Remember your first day at a new school? Trying to figure out where your classroom was while getting to know your new classmates and teachers. And then there's the homework. All of these new concepts and new ways of doing things are quite a bit to take in. It makes perfect sense that it took a few weeks to get fully acclimated to the new surroundings.
Now imagine that on your way to and from class there are very large, aggressive men trying to thwart your progress and your every step is critiqued by a phalanx of reporters and analyzed (and over-analyzed) by the nation at large. Welcome to the life of an NFL rookie wide receiver.
The freshman season of an NFL player is never easy and it's part of the reason that such a relatively small percentage of them become impact players in their first season. If you've read anything from us this summer (or caught any episodes of NFL Fantasy LIVE), you've probably heard one or more of our analysts sing the refrain that rookie receivers struggle to make a fantasy impact. Michael Fabiano even wrote a column about it earlier this year.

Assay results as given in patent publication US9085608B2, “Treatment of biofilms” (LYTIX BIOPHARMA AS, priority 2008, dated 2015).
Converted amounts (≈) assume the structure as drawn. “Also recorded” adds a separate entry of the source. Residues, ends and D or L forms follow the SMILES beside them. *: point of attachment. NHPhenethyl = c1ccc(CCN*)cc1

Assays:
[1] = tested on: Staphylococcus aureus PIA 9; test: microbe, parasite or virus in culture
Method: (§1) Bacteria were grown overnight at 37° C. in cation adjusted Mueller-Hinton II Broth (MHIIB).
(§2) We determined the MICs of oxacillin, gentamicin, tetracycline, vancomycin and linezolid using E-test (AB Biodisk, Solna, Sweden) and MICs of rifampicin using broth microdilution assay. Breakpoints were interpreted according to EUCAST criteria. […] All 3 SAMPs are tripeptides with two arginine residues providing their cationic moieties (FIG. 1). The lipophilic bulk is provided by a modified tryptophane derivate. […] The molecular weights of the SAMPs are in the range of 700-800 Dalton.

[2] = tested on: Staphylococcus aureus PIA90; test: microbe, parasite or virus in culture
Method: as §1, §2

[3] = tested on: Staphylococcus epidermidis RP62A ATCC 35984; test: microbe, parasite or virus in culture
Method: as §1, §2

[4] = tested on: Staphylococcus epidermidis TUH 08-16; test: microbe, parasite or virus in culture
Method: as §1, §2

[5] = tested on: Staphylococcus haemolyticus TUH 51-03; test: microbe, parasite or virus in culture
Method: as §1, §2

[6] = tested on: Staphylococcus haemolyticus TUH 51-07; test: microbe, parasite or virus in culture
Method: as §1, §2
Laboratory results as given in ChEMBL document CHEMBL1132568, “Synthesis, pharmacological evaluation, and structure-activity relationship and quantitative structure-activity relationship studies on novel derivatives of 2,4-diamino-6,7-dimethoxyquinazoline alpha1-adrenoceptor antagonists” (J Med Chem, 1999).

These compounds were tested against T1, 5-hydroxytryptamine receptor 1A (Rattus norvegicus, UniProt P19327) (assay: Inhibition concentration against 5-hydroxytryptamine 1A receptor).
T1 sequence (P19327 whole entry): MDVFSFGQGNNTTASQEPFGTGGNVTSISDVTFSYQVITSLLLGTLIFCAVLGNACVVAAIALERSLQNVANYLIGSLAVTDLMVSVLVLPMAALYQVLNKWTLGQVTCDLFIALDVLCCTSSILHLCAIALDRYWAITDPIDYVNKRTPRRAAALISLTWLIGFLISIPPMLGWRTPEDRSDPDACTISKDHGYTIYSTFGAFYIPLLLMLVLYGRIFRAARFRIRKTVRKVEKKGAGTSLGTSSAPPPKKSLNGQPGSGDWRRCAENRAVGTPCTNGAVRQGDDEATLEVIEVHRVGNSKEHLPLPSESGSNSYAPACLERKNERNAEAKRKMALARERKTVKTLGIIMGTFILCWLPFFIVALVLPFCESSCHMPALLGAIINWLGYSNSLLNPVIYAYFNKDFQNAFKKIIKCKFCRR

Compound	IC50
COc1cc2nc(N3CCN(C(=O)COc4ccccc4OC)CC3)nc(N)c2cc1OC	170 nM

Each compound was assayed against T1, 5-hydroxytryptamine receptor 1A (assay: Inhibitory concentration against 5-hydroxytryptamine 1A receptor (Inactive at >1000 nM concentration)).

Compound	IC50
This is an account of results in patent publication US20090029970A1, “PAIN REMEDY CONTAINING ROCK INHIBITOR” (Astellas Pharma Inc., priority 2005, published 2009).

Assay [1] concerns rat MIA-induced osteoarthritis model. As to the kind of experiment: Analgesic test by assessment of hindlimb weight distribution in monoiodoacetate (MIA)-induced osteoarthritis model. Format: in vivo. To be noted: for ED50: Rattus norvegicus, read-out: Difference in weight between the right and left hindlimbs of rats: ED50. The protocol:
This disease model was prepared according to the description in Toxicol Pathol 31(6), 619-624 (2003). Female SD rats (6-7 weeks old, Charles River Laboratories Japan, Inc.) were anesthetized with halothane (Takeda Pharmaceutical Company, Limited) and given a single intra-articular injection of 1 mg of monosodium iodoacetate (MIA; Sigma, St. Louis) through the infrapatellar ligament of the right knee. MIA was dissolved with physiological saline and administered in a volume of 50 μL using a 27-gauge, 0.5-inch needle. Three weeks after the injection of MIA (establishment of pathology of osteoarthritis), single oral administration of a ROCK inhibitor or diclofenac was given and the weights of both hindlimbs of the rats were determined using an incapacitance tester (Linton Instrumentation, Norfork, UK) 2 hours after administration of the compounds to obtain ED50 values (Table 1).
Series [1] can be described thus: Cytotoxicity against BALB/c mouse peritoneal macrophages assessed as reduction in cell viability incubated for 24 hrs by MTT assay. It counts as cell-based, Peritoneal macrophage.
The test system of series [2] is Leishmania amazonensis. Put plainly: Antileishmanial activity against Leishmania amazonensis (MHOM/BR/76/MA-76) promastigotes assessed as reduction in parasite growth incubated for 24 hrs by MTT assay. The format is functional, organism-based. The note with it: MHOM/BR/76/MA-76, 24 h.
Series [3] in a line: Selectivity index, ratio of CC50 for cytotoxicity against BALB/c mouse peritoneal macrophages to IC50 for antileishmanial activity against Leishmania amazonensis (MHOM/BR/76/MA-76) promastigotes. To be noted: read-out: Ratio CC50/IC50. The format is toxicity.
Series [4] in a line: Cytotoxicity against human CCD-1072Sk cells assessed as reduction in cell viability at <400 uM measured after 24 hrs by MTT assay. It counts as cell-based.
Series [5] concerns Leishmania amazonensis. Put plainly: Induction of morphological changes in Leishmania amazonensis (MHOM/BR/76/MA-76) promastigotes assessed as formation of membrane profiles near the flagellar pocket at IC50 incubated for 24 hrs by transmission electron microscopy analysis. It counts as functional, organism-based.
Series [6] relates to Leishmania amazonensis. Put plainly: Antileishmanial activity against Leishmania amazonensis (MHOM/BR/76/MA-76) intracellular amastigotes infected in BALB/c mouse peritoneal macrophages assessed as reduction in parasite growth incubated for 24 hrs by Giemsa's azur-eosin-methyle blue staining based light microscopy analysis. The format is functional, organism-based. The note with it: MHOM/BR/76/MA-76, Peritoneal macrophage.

In the grand scheme of things, that's correct. Since 2009, 154 wide receivers have been selected in the NFL Draft and scores more have been added to rosters as free agents. Only six have finished among the top 20 at their position in the first season. Looking deeper, just 13 have been in the top 40 -- those would be the guys who could be used as a WR4 in 10-team leagues.
So we've established that the percentage is bad. But of course it is. An NFL rookie season is akin to that 8 a.m. biology class in the 500-seat auditorium. It's designed to weed people out. With that in mind, not only will you have a small number of players be immediately successful, you'll have a small number of players who are even still in the league a couple of years after they've been drafted.
The point is ... there's another way to look at this. That's where your friends here at Going Deep come in. There has been so much talk about this year's class of rookie receivers that it's hard to ignore them in your fantasy drafts. Instead of dismissing the entire group while someone else in your league takes a successful flier on a first-year pass-catcher, why not try to figure out which ones are more likely to hit this season?
There are a few things that some of the more impactful fantasy freshman receivers have in common. The first one is fairly obvious -- play for a team that throws the ball a lot. Nine of the 13 receivers in the list to the right were on squads which called passing plays at a rate equal to or greater than the league average. Opportunity is a key watch word in fantasy football, but even more so for rookies, who are trying to prove themselves. More pass plays means more opportunity to catch the football.